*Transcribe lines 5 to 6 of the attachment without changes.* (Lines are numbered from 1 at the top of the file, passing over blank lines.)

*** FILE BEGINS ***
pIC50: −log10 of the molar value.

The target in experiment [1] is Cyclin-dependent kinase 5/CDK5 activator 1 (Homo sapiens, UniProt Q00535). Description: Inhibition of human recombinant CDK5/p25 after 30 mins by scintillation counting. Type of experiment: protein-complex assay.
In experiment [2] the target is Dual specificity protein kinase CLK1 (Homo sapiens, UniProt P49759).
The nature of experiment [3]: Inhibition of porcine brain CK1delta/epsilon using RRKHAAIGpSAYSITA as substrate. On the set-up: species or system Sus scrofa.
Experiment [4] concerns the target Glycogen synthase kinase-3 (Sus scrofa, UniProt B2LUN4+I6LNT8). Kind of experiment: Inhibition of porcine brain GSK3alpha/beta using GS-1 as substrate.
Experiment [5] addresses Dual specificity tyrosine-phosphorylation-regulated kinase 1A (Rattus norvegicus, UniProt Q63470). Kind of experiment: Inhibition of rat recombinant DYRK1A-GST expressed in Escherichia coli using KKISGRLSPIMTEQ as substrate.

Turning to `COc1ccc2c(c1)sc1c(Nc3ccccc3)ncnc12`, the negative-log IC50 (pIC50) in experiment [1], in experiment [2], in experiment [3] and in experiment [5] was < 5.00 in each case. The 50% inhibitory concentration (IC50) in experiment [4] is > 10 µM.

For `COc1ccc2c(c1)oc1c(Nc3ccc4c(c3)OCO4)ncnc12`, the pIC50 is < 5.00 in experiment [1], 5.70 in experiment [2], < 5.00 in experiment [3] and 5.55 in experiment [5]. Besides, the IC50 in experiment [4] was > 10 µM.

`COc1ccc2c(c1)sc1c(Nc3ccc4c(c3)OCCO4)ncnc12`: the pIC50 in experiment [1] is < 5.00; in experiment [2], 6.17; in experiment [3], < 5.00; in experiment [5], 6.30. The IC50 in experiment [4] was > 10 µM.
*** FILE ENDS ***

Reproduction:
Experiment [4] concerns the target Glycogen synthase kinase-3 (Sus scrofa, UniProt B2LUN4+I6LNT8). Kind of experiment: Inhibition of porcine brain GSK3alpha/beta using GS-1 as substrate.
Experiment [5] addresses Dual specificity tyrosine-phosphorylation-regulated kinase 1A (Rattus norvegicus, UniProt Q63470). Kind of experiment: Inhibition of rat recombinant DYRK1A-GST expressed in Escherichia coli using KKISGRLSPIMTEQ as substrate.